What to Look for in a Cheap All-in-One Printer

Follow these tips for a great printer that will save you money up front without drowning you in ink costs later on

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Most people want a few simple things from their next printer: a low price tag, tolerable ink costs, WiFi connectivity, and the ability to copy and scan documents.

All-in-one inkjets can hit all four marks, which is one of the reasons they're the most popular printers among consumers. However, Consumer Reports' tests show it can be hard to find a model that delivers across the board.

Determining the long-term cost is the trickiest part. Some cheap all-in-one printers will put a serious dent in your bank account as the price of frequent ink replacements adds up, while other printers that cost a lot up front may be cheaper in the long run because they're more frugal with ink.

Read on for the questions we think you should consider when evaluating printers, along with top picks for cheap all-in-one printers recommended by our testers. These models stand out for functionality, relatively low yearly ink costs, and price tags under or around $100.

How Much Ink Will It Use?

Printers use ink in two ways.

Of course, they use ink to print documents. Among nearly 360 separate factors we evaluate for our ratings, one critical measure is how much ink the printers use for actually printing. Your real ink usage will differ from our numbers, but you can use our statistics to reliably compare printers.

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But inkjet printers also use ink for maintenance, mainly for cleaning the printheads. “Most people aren’t really aware of the maintenance needs of inkjets,” says Rich Sulin, a project leader for CR’s printer testing program. Our testing shows that some printers are more efficient with maintenance ink than others, and that does a lot to drive the differences in the overall cost of ownership.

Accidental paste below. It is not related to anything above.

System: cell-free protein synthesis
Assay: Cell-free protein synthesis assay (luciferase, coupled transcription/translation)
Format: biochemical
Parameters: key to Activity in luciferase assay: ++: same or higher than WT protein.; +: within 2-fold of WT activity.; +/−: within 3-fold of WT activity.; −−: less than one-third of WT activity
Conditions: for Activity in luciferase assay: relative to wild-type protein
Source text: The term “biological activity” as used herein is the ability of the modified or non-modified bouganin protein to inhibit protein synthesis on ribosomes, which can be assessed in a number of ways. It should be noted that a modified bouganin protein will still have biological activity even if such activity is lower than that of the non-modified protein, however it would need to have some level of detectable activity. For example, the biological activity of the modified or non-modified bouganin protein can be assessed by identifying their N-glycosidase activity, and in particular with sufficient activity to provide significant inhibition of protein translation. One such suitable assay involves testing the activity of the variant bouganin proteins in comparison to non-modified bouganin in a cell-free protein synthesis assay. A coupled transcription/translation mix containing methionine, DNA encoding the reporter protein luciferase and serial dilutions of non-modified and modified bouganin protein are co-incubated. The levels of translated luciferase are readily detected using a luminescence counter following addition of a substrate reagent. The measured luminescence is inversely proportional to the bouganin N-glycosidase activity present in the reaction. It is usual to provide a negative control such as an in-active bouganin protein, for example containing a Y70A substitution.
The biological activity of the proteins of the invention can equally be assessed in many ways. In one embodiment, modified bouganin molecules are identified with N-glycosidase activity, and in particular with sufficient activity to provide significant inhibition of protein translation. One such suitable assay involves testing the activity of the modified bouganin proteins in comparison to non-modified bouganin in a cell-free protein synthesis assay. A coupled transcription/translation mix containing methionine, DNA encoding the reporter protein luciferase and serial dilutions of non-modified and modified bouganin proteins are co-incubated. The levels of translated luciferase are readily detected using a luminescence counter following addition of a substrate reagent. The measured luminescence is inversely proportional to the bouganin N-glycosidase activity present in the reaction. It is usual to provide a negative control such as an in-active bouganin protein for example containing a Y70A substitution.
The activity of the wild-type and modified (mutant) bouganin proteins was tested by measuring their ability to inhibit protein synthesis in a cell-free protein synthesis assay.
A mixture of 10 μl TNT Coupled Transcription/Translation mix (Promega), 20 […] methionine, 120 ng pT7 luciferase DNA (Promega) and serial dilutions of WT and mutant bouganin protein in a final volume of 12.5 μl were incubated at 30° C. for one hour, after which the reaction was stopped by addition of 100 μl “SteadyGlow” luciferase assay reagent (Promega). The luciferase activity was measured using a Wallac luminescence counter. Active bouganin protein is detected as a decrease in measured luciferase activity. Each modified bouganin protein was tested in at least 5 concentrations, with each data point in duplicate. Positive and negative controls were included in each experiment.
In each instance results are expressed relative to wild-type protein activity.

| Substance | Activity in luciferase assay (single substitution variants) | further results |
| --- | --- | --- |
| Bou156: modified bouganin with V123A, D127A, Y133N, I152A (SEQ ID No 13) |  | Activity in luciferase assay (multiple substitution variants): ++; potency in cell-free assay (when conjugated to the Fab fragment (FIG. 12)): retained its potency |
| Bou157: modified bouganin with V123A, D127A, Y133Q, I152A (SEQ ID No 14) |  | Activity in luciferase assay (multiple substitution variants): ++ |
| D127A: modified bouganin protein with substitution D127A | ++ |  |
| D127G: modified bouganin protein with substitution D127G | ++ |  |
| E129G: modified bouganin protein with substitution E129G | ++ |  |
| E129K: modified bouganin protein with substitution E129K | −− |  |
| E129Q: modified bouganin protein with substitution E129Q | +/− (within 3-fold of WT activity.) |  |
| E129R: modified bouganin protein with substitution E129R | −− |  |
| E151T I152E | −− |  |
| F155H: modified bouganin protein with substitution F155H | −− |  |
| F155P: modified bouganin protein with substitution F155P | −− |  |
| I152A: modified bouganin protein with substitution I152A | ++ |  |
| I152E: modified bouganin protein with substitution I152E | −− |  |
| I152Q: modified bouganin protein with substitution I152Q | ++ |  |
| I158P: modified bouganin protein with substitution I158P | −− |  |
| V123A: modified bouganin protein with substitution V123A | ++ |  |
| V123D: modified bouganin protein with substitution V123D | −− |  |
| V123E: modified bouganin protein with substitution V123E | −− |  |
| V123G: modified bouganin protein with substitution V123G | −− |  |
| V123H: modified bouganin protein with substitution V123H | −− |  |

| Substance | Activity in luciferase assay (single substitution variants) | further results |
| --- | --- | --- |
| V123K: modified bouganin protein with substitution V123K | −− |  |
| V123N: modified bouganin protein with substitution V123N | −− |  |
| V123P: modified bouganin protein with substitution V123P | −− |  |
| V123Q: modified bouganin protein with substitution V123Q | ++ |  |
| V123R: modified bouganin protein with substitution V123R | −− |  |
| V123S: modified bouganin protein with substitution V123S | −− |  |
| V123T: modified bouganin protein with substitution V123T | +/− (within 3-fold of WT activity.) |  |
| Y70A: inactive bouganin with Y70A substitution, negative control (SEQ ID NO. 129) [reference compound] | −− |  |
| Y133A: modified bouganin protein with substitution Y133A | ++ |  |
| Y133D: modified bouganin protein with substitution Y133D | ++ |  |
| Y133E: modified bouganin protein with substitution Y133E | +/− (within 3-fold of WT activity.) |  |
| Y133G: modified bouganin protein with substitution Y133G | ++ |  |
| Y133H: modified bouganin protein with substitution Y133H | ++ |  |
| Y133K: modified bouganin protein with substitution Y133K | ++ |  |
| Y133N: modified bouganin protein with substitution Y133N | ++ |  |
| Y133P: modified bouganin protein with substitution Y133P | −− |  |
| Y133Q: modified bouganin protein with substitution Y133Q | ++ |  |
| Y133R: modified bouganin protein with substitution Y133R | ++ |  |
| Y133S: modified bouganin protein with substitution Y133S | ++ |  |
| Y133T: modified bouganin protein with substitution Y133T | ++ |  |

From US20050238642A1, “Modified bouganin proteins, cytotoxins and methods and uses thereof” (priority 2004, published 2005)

A newer type of inkjet printer, often called a supertank, can cut ink costs dramatically. You refill a sizable ink reservoir rather than buying individual cartridges. Some of these models come up short in our performance tests, and they're all fairly expensive. If you can afford the upfront price, however, Consumer Reports has found the best reservoir models can be a capable and highly thrifty choice.

Will It Print With One or Two Empties?

Many inkjet models refuse to print if a single hue of ink runs dry—even if it’s magenta and you’re just trying to print black text. But other models will keep chugging along in that situation.

This can vary within a brand, which makes it harder to shop. For example, the Canon Pixma TS5020 won’t let you print with an empty color cartridge, but the Canon Pixma MG3620 will.

It can take some effort to track this info down. You often have to go online, download the owner’s manual, and confirm that the printer has what’s called “single-cartridge mode.” We've done the work for you: Consumer Reports' printer model pages note when a printer doesn’t have this feature.

Printers with a single-cartridge mode can be less of a hassle. But surprisingly, printers that lack that feature can still be thrifty with ink overall. Again, the test results in our printer ratings are the best way to know for sure.

Can It Print Wirelessly?

Most new home printers allow for wireless printing over WiFi—but not all. Some manufacturers leave this feature out to cut costs. That’s inconvenient for many people, so check our ratings or product descriptions before you buy.

A wireless printer lets users print over the air from any device connected to the same network. Families with multiple computers will see immediate benefits, as will anyone who works on a laptop from the sofa, kitchen table, or back porch.

Some printers can also print from a smartphone or tablet using Apple AirPrint and Google Cloud Print. Some manufacturers have their own apps that accomplish the same thing, but those apps may not be as handy.

“From our testing, we found that all of the apps we tested, from manufacturers like Canon, Brother, and HP, worked reasonably well, with generally little to no effort to set up and use,” Sulin says. However, AirPrint and Google Cloud Print are generally more convenient because they’re built right into the operating systems of most mobile devices.

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